The Best Pots for Succulents
Lovely succulents are easy to grow and fun to display in attractive containers that combine form and function.
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- Best OverallGoodman and Wife Terracotta PlantersCheck Latest Price
- Best ValueNovelty Full Depth Cylinder PotCheck Latest Price
- Upgrade PickD'vine Dev Planter Pot with StandCheck Latest Price
Succulents store water in their leaves, making them drought-friendly and low-maintenance houseplants for those who work odd hours, frequently travel, or have little interest in fussing. You can still bring home a colorful cactus or a vibrant Crown of Thorns only to find the plants change color, get mushy, and die. Although it’s true that succulents are generally easy plants to maintain, they certainly need some care.
To keep your succulents healthy and growing, start with choosing the right pot for each individual plant. That doesn’t just mean a pot that adds a pretty visual interest to your home, though you likely want that, too. The best pots for succulents must have proper drainage and just enough space for the plants to grow. When you take the time to choose the correct planter using these shopping tips and recommendations, your succulents can lead long, fruitful lives.
- BEST OVERALL: Goodman and Wife Terracotta Planters
- BEST VALUE: Novelty Full Depth Cylinder Pot
- UPGRADE PICK: D’vine Dev Planter Pot with Stand
- BEST FOR DESKTOPS: Kralix Mini Ceramic Planter Pot
- BEST HANGING PLANTER: Mkono Ceramic Hanging Planter
How to Select the Best Pots for Succulents
So how do you choose a proper pot that keeps your succulent alive, blooming, and propagating? Find out below.
If you need to know anything before you plant and grow succulents, it’s that they do not like a lot of water. This comes into play even before you establish a watering routine. If a pot does not have proper drainage, excess water may pool at the bottom with nowhere to go and put your succulent at risk of root rot. No matter the design, planters with drainage holes in the bottom are the best pots for succulents. Many succulent planters don’t have drainage holes, and it’s entirely possible to use any of them for succulents as long as you can remember to water sparingly and monitor often.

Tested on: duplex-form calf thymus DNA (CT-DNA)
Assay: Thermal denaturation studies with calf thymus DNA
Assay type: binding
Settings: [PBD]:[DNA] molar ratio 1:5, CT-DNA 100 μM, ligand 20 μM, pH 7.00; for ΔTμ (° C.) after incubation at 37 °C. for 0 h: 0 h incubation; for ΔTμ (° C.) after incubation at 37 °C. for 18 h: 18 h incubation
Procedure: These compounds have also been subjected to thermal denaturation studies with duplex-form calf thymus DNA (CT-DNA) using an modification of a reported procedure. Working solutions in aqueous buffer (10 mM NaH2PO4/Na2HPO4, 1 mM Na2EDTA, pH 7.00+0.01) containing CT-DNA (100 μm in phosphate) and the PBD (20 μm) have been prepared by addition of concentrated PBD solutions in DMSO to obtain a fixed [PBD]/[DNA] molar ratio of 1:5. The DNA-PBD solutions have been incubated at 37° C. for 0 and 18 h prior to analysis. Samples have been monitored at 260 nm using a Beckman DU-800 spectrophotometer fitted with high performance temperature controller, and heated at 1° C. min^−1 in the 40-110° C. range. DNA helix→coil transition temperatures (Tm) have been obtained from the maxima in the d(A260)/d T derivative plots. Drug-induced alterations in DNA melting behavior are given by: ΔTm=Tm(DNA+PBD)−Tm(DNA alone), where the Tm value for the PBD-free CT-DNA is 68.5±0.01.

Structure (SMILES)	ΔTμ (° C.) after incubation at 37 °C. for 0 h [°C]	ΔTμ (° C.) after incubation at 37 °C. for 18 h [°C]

Select a pot large enough to allow the plant to grow, but be sure it’s not oversized. The right size pot has a circumference that’s about 5 to 10 percent larger than the size of the plant. Select pots that allow no more than an inch or two of extra room around the sides. If the pot is too large, the fragile roots will spread before the plant has time to grow. A pot that is too small will leave no place for the roots to spread.
Pots are available in a multitude of materials. The most popular are plastic, terracotta, ceramic, metal, resin, and wood.
The best pots for succulents are made from terracotta or ceramic. Both of these materials are breathable, which encourages proper water drainage and air circulation. Just remember that both terracotta and ceramic are heavy, especially once you add soil and plants.
For larger plants, especially those that you will move around, choose pots made from resin or plastic. Those lighter pots will save your back as you reposition plants or move them from one room to another.
You will want the planter style you choose to match your decor and taste, but it should also match the plant’s physical characteristics. Succulents with upright growing styles, such as aloe, look nice in tall pots. Low-growing varieties, such as Echeveria, look great in short pots. And let’s not forget the spillers like String of Pearls, which have trailing growth habits. Spillers in hanging planters or shallow pots look great and thrive.
Our Top Picks
The following are the five best pots for succulents that meet the budget, design, and material preferences of most succulent plant lovers. Also noted are the style and optimal growing environment for various succulents.
1. BEST OVERALL: Goodman and Wife Terracotta Planters